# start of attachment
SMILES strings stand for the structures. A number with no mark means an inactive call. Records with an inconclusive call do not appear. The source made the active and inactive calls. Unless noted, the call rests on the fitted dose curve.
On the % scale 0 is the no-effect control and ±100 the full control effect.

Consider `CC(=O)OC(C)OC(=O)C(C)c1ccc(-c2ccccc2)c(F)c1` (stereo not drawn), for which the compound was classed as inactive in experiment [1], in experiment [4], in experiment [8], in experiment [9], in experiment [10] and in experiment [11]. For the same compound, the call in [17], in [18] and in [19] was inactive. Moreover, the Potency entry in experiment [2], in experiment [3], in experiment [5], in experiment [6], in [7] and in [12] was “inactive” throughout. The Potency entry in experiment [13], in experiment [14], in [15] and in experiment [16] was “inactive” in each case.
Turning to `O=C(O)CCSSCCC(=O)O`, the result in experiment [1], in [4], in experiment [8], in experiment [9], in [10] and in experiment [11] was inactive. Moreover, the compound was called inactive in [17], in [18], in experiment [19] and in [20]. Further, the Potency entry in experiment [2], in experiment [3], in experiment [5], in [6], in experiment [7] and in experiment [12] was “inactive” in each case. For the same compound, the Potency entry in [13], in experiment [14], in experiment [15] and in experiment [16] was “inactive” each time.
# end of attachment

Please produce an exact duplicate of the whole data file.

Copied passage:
SMILES strings stand for the structures. A number with no mark means an inactive call. Records with an inconclusive call do not appear. The source made the active and inactive calls. Unless noted, the call rests on the fitted dose curve.
On the % scale 0 is the no-effect control and ±100 the full control effect.

Consider `CC(=O)OC(C)OC(=O)C(C)c1ccc(-c2ccccc2)c(F)c1` (stereo not drawn), for which the compound was classed as inactive in experiment [1], in experiment [4], in experiment [8], in experiment [9], in experiment [10] and in experiment [11]. For the same compound, the call in [17], in [18] and in [19] was inactive. Moreover, the Potency entry in experiment [2], in experiment [3], in experiment [5], in experiment [6], in [7] and in [12] was “inactive” throughout. The Potency entry in experiment [13], in experiment [14], in [15] and in experiment [16] was “inactive” in each case.
Turning to `O=C(O)CCSSCCC(=O)O`, the result in experiment [1], in [4], in experiment [8], in experiment [9], in [10] and in experiment [11] was inactive. Moreover, the compound was called inactive in [17], in [18], in experiment [19] and in [20]. Further, the Potency entry in experiment [2], in experiment [3], in experiment [5], in [6], in experiment [7] and in experiment [12] was “inactive” in each case. For the same compound, the Potency entry in [13], in experiment [14], in experiment [15] and in experiment [16] was “inactive” each time.